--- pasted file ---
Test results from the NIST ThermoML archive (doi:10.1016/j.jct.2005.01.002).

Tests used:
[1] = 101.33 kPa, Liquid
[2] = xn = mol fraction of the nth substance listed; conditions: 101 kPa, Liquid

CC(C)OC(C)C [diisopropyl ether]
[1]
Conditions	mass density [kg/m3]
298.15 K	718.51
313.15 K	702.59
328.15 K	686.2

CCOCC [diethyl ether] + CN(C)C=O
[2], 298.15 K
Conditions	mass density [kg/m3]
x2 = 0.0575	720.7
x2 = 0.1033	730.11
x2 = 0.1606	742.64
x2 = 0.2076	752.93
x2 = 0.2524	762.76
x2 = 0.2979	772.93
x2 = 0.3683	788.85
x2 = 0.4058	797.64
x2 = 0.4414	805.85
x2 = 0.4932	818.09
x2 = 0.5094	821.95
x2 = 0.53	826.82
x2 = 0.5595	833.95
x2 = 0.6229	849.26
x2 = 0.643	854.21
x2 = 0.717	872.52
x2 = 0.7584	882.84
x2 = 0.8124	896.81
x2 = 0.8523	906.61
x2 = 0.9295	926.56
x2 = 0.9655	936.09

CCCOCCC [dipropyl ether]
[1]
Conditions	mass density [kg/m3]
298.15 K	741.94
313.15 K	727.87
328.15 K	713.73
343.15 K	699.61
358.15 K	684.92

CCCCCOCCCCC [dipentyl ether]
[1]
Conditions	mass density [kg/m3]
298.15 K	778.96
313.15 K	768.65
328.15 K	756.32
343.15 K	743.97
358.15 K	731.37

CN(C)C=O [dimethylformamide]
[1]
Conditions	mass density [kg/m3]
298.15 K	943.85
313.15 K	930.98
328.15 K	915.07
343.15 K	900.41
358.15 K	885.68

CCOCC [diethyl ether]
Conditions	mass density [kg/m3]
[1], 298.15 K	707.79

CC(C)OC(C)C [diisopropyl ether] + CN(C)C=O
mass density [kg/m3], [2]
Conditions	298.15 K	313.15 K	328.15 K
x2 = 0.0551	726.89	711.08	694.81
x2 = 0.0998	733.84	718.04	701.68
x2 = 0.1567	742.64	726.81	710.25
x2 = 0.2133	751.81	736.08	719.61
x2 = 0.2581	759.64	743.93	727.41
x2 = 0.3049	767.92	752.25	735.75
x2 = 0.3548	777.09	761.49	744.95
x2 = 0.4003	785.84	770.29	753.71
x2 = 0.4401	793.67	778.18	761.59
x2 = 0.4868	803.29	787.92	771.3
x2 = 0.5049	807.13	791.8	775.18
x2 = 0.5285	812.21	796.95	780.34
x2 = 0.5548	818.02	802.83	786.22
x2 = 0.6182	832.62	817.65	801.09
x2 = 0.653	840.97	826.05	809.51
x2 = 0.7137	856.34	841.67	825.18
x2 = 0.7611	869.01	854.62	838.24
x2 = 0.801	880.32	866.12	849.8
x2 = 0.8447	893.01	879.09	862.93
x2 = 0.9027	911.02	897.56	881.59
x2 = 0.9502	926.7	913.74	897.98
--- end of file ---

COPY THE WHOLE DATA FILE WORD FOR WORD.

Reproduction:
Test results from the NIST ThermoML archive (doi:10.1016/j.jct.2005.01.002).

Tests used:
[1] = 101.33 kPa, Liquid
[2] = xn = mol fraction of the nth substance listed; conditions: 101 kPa, Liquid

CC(C)OC(C)C [diisopropyl ether]
[1]
Conditions	mass density [kg/m3]
298.15 K	718.51
313.15 K	702.59
328.15 K	686.2

CCOCC [diethyl ether] + CN(C)C=O
[2], 298.15 K
Conditions	mass density [kg/m3]
x2 = 0.0575	720.7
x2 = 0.1033	730.11
x2 = 0.1606	742.64
x2 = 0.2076	752.93
x2 = 0.2524	762.76
x2 = 0.2979	772.93
x2 = 0.3683	788.85
x2 = 0.4058	797.64
x2 = 0.4414	805.85
x2 = 0.4932	818.09
x2 = 0.5094	821.95
x2 = 0.53	826.82
x2 = 0.5595	833.95
x2 = 0.6229	849.26
x2 = 0.643	854.21
x2 = 0.717	872.52
x2 = 0.7584	882.84
x2 = 0.8124	896.81
x2 = 0.8523	906.61
x2 = 0.9295	926.56
x2 = 0.9655	936.09

CCCOCCC [dipropyl ether]
[1]
Conditions	mass density [kg/m3]
298.15 K	741.94
313.15 K	727.87
328.15 K	713.73
343.15 K	699.61
358.15 K	684.92

CCCCCOCCCCC [dipentyl ether]
[1]
Conditions	mass density [kg/m3]
298.15 K	778.96
313.15 K	768.65
328.15 K	756.32
343.15 K	743.97
358.15 K	731.37

CN(C)C=O [dimethylformamide]
[1]
Conditions	mass density [kg/m3]
298.15 K	943.85
313.15 K	930.98
328.15 K	915.07
343.15 K	900.41
358.15 K	885.68

CCOCC [diethyl ether]
Conditions	mass density [kg/m3]
[1], 298.15 K	707.79

CC(C)OC(C)C [diisopropyl ether] + CN(C)C=O
mass density [kg/m3], [2]
Conditions	298.15 K	313.15 K	328.15 K
x2 = 0.0551	726.89	711.08	694.81
x2 = 0.0998	733.84	718.04	701.68
x2 = 0.1567	742.64	726.81	710.25
x2 = 0.2133	751.81	736.08	719.61
x2 = 0.2581	759.64	743.93	727.41
x2 = 0.3049	767.92	752.25	735.75
x2 = 0.3548	777.09	761.49	744.95
x2 = 0.4003	785.84	770.29	753.71
x2 = 0.4401	793.67	778.18	761.59
x2 = 0.4868	803.29	787.92	771.3
x2 = 0.5049	807.13	791.8	775.18
x2 = 0.5285	812.21	796.95	780.34
x2 = 0.5548	818.02	802.83	786.22
x2 = 0.6182	832.62	817.65	801.09
x2 = 0.653	840.97	826.05	809.51
x2 = 0.7137	856.34	841.67	825.18
x2 = 0.7611	869.01	854.62	838.24
x2 = 0.801	880.32	866.12	849.8
x2 = 0.8447	893.01	879.09	862.93
x2 = 0.9027	911.02	897.56	881.59
x2 = 0.9502	926.7	913.74	897.98